Winter is coming

It’s October [edit: Actually November now– I really slacked off on blogging this fall] in New England, and the leaves are changing color. Days are getting noticeably shorter, sometimes almost 3 minutes shorter per day! The Northwest wind is blowing from the Canadian shield, bringing with it colder temperatures and high winds aloft. What’s a pilot to do?

It’s flyable, but not as often as it was in the summer.

If you can stand the cold, and your wing is fast enough, you can fly some winter days. The days are are shorter though, so with the sun setting before the workday ends, you may find yourself limited to only weekend flying. A strobe light is a helpful piece of equipment to have. Per FAR 103, if you wear a strobe light that is visible for 3 miles in all directions, you can fly up to 30 minutes before sunrise and 30 minutes after sunset, which might make the difference between driving home after work or flying for a few sweet (cold!) minutes.

Just in time for winter 2017-2018, I started importing the brightest strobe lights I could find that still held up to the vibration of our motors. I have a long history with strobe lights, but that’s a story for another post. See my HsCOM STR1 Strobe Lights if you want that extra hour of flying time per day.

What’s with the wind?

In the winter months, the Jet Stream descends from its summer home around the North Pole to cripple flying in the Northeast. OK, so that’s anthropomorphizing the weather a bit , but basically, we have the polar vortex to blame for our speedy winds. Today for example, as I write this, winds are 59mph at 3000 feet. Generally whatever is happening at 3000 feet is happening almost as fast just about the trees; What’s to stop it? Fortunately, the Jet Stream, like all air and water currents, snakes back and forth– sometimes whipping us, and sometimes giving us a break from the breeze.

How do I stay warm?

With your hands high above your heart and thrust out into the fast-moving air sucking past your propeller, your hands WILL be the thing that will make you want to land (and maybe cry a little).

Gloves are a must. Some of us launch while wearing gloves, but beware that it may be hard to hit your kill switch with thick, soft gloves. Also, you won’t be able to feel the lines and brakes quite as well as you could with no gloves. You can launch without gloves, climb to altitude, and put them on in the air. As a middle ground, try buying gloves that come with removable liners. You can launch with the liners on your hands (giving you some protection from the cold) then put the outer gloves on in flight.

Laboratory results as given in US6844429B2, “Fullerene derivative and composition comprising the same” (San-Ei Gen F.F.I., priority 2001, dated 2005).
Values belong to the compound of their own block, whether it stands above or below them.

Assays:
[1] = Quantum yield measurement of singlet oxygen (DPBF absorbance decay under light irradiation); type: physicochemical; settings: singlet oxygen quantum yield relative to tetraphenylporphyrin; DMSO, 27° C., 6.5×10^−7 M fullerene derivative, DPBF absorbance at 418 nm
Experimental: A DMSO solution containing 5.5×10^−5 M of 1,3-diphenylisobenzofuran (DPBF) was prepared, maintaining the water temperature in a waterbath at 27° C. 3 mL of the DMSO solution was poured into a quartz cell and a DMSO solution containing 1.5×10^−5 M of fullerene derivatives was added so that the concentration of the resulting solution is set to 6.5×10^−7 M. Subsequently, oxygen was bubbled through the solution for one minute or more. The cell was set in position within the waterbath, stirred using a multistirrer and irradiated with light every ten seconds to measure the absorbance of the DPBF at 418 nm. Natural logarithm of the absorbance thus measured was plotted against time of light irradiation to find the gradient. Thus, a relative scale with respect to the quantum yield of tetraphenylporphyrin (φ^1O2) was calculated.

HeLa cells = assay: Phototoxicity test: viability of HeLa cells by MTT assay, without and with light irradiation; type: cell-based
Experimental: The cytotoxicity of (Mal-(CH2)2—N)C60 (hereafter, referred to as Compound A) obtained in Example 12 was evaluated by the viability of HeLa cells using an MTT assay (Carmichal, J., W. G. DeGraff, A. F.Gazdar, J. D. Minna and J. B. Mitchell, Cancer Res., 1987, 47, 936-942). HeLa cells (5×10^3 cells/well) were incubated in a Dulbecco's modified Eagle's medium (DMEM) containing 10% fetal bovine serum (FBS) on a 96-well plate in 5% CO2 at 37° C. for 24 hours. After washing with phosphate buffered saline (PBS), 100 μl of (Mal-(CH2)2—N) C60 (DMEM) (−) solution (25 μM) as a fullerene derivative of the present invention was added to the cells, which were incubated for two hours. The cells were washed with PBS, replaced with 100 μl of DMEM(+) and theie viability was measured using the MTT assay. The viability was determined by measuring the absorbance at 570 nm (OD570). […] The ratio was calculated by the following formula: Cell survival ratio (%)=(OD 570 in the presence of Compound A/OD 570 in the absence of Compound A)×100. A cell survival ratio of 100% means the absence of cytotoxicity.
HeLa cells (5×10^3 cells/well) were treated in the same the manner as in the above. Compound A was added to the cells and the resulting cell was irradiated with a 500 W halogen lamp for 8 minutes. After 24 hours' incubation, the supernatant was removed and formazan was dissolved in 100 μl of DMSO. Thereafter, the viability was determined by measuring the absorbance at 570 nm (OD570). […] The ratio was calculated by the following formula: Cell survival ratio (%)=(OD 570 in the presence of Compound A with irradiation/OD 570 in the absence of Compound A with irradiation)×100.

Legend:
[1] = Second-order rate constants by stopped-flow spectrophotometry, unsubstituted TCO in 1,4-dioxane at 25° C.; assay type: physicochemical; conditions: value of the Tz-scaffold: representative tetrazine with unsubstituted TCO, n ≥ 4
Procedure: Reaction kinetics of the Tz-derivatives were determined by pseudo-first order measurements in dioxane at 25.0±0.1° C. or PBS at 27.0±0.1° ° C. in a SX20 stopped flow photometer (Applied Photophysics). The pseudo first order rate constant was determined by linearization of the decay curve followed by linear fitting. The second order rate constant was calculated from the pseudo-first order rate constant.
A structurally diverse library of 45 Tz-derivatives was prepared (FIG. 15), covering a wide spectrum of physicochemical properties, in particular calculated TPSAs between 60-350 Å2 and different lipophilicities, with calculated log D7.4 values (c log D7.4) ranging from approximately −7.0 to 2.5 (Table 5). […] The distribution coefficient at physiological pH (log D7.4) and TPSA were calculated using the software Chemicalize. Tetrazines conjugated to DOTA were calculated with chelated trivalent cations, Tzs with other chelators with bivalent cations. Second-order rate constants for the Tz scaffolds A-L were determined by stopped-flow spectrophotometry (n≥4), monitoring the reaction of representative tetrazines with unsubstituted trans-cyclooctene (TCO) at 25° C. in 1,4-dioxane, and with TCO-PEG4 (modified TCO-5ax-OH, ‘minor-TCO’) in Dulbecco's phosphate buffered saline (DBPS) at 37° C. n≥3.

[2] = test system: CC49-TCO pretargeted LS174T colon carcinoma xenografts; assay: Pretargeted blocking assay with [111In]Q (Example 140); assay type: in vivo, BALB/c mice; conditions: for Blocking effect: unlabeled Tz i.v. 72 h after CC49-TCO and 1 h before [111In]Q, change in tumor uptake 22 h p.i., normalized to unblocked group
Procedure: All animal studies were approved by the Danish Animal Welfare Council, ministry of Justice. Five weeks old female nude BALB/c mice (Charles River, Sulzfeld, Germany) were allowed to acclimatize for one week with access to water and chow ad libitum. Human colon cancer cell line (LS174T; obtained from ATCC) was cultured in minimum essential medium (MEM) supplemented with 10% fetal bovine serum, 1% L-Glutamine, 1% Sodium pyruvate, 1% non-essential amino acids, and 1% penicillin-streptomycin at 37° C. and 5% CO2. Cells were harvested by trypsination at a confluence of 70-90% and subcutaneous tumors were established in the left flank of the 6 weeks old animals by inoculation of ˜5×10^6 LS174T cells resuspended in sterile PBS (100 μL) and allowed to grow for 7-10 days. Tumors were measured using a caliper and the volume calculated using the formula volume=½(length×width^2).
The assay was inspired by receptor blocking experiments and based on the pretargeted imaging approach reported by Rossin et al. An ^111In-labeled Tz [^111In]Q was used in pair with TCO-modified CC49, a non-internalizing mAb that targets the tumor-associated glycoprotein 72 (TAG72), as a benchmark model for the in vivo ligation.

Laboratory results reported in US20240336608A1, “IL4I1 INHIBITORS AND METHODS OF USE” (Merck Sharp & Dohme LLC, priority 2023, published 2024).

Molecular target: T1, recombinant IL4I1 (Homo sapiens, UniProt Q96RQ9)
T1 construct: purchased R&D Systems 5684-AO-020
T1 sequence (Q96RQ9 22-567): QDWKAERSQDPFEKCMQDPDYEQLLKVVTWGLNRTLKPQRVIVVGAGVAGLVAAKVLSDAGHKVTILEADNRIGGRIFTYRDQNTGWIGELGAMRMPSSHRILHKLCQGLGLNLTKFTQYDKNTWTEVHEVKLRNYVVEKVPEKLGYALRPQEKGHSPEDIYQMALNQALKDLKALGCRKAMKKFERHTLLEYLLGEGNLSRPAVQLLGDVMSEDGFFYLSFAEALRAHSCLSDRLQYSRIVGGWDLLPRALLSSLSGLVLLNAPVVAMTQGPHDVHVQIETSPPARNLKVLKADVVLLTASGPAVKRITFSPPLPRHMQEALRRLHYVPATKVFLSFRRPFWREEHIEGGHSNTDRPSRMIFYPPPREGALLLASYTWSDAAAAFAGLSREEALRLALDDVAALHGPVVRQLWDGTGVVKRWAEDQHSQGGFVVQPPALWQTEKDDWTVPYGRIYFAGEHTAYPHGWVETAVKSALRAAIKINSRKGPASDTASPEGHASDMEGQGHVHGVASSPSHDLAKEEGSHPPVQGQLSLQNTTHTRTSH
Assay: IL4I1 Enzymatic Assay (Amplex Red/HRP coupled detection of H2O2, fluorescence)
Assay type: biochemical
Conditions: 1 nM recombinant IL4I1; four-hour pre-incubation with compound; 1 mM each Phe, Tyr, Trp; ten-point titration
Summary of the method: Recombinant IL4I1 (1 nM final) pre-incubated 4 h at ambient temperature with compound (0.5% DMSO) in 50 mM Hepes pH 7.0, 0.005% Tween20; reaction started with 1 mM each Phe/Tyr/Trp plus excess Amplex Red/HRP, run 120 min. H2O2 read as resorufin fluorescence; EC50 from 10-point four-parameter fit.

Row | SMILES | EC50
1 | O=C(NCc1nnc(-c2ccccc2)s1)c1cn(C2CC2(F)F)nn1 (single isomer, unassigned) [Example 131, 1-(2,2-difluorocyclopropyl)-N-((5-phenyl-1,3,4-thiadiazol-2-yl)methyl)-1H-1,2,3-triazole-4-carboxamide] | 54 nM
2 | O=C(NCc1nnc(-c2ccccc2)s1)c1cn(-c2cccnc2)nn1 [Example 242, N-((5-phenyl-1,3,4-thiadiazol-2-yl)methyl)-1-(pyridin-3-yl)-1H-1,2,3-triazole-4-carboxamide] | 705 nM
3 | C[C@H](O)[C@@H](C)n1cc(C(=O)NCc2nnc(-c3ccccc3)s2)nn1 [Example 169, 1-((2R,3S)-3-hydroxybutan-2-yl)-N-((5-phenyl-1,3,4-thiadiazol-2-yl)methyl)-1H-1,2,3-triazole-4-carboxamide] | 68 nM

Many of us fly with heated gloves. I don’t personally wear them, but that’s because I’m a bit of a weight snob, and my machismo doesn’t allow me to wear warm clothes in the winter. I’m working on that personal issue, as it’s clear that heated gloves are the way to go. Those pilots who wear heated gloves swear they are incredibly comfortable, and make all the difference for winter flying. Don’t leave them on and heated for too long on the ground– sweaty hands are miserable if they get cold again!

I’ve tried heatpacks. On moderately cold days (above freezing), they seem to work. On really cold days, hand heatpacks aren’t adequate. I use foot heatpacks in my gloves, but they just create a hot spot on my hands, and my fingers still freeze. Heatpacks in your boots are recommended, though.

With it being cold, there’ll be no thermals, right?

Not so, I’m afraid. You’ll still want to avoid flying midday most days if you want to avoid thermals. It is indeed still possible to thermal in the winter, as thermals are pumped by differences in temperature.

Thermals aren’t causing most of that turbulence, though. If it’s windy out, that wind is spilling over the terrain, trees and buildings. 15mph wind causes rotor turbulence during the summer, but when the wind just about the trees is approaching 30mph on an otherwise warm winter day, you can expect the turbulence to be 4 times stronger. Sometimes though, wind is much faster than that for days, and it should be pretty obvious that you shouldn’t be flying a craft that only flies around 25mph.

Filed under: Uncategorized

No comment yet, add your voice below!

Add a Comment